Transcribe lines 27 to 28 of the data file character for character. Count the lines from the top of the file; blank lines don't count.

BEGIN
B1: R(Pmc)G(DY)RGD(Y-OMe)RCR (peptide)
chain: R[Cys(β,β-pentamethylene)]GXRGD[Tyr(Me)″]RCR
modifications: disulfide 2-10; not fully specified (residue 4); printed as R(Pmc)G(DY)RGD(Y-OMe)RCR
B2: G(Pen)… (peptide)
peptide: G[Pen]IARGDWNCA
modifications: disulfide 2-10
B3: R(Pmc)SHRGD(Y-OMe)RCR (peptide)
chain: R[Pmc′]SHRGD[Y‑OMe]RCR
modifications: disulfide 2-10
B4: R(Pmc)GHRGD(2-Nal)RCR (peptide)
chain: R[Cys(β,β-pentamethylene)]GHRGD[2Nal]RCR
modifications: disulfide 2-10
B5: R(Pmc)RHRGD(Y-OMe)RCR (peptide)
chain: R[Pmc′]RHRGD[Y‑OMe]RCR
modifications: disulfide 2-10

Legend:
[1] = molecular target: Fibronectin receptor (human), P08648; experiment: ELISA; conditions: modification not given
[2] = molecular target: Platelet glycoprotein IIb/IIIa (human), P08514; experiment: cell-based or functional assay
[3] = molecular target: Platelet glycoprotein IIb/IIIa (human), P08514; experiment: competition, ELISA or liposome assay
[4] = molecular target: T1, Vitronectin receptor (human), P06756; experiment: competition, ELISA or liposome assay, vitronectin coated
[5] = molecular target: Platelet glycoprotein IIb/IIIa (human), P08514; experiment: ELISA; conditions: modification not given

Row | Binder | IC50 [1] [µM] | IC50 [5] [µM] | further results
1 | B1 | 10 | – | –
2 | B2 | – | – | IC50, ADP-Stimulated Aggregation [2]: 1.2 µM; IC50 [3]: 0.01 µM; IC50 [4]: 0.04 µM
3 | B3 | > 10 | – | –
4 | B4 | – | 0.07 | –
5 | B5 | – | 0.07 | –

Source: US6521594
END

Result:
5 | B5 | – | 0.07 | –

Source: US6521594